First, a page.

Data Opinion

No Foolproof Measures of Success

By Deborah Meier — October 11, 2007 4 min read
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Dear Diane,

Did you read The New York Times Magazine piece called “Do We Really Know What Makes Us Healthy?” by Gary Taubes? Or the follow-up on Oct. 9 in the Times Science Section by John Tierney?

Medicine (and nutrition) have all the odds in their favor vs. education when it comes to being “scientific”. There’s a lot less disagreement about what constitutes good health, for one thing. Politics—in the best and worst senses—is less intimately tied to medicine. It’s easier to have placebos and random samples. And it’s easier to track patients for long enough to assess side effects.

John Tierney takes up the “consensus” claims about low-fat diets, and the nutrition end of Taubes’ work. He describes how easy it is for an interesting hypothesis (high fat, bad for heart), with the right “political” support to become a consensus, and thus the continued existence of fads in medicine and nutrition. Ditto for schooling, Diane. And—more another time—the “consensus” around the current “science” of reading is a case in point. At least in medicine it doesn’t get worked into federal law!

Author Taubes concludes that “we end up having to fall back on the following guidelines when it comes to scientific research about medicine”. (What follows is my summary) (1) Look for all other possible explanations for the data. (2) Assume the first reported association is incorrect or meaningless—be skeptical when it first hits the news. (3) If the correlation appears in many studies and populations but is small (in the range of 10s of percents), continue to doubt it. (4) If the correlation involves some aspect of human behavior then question its validity. (5) “The best advice is to keep in mind the law of unintended consequences.” There’s too much that either can’t be measured or in which the measurement itself is subjective—even if it can be coded. The principal investigator of a famous large-scale Nurse’s Health Study concluded: “I’m back to the place where I doubt everything.”

I say all this, Diane, because that’s where I end up, too—and I actually did not begin there—about almost all school-related data. Because above and beyond all the reasons Taubes gives above, there is inevitably more bias—meaning individual values—involved in education research, and more political pressure on schools to comply. Teachers and principals, as you noted, don’t have the freedom professors do. In part it’s also because I have never met two kids who responded the same way to anything—even if on a coded response sheet it might look as though they do.

Yet one cannot fall back on nihilism; so one reaches some conclusions—makes one’s best guess (judgment) and leaves the door open for those with other conclusions! It’s still a one-on-one kind of diagnosis. One even encourages, as in medicine, continued research of less likely minority views.

It’s not all that much different than what we have to do in any field which is bigger than our own anecdotal evidence. Like Iraq, or human-induced global warming, etc. We simply do not and cannot wait for certainty. (So, as laymen, we go along with the experts we most trust.)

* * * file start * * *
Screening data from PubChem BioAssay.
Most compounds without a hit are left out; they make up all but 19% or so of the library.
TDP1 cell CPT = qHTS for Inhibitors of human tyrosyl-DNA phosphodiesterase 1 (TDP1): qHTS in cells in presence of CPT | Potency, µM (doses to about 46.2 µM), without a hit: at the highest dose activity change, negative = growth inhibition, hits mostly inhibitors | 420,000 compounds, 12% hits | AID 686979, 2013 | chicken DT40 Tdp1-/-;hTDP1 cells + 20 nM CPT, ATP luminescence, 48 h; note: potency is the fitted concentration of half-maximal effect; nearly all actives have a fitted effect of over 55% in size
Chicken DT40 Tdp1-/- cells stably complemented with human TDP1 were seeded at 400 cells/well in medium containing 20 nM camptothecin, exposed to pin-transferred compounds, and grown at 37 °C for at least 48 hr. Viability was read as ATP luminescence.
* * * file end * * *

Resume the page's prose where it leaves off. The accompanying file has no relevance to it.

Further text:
But it’s also the reason I keep the door open to the idea of being wrong even as I act as vigorously and persuasively as I can on the assumption I’m right! That’s why I like kids to hear knowledgeable and expert adults disagreeing. My friend Brenda tells me they have a rule at home: we never argue about something that can be settled by looking it up (Googling these days). I think that’s a good rule, although that assumes we can know for sure when it’s “that kind” of argument, and besides there are some advantages in kicking a fact around for a while before looking it up.

Democracy rests on disagreements—if there weren’t any we wouldn’t need it. If there were mostly wrong and right answers to life’s dilemmas, we’d just be able to choose our rulers by a standardized test.

But there are no such tests, nor probably no such foolproof graduation or attendance data, or measures of what we all would even agree is “success”. But that doesn’t make trying to figure out how best to assess this or that less useful. We just need a much healthier sense of tentativeness about our assessments—an open mind.

As with the baby-sitter I described in my last letter, this is in part why I’m for as FEW, not as many, “no-no’s” as we can get away with. Let’s not “make a law against it” unless pressed to the wall. But let’s collect all kinds of data and expose all those interested to a good debate about the data, leading in turn to further data, and more debate. We don’t always need to end it with a vote—or a rule.

I recently attended a Mission Hill Board meeting (what an amazing event it is). On the agenda was a discussion of what kind of data we wanted to collect about the kids who graduate from our school. What kind we collect will, after all, affect the kind of answers available to us. A former teacher who is writing his doctoral dissertation (in Wisconsin) has agreed to sort through the last 13 years of data. That could be the assigned service task for every doctoral student!


The opinions expressed in Bridging Differences are strictly those of the author(s) and do not reflect the opinions or endorsement of Editorial Projects in Education, or any of its publications.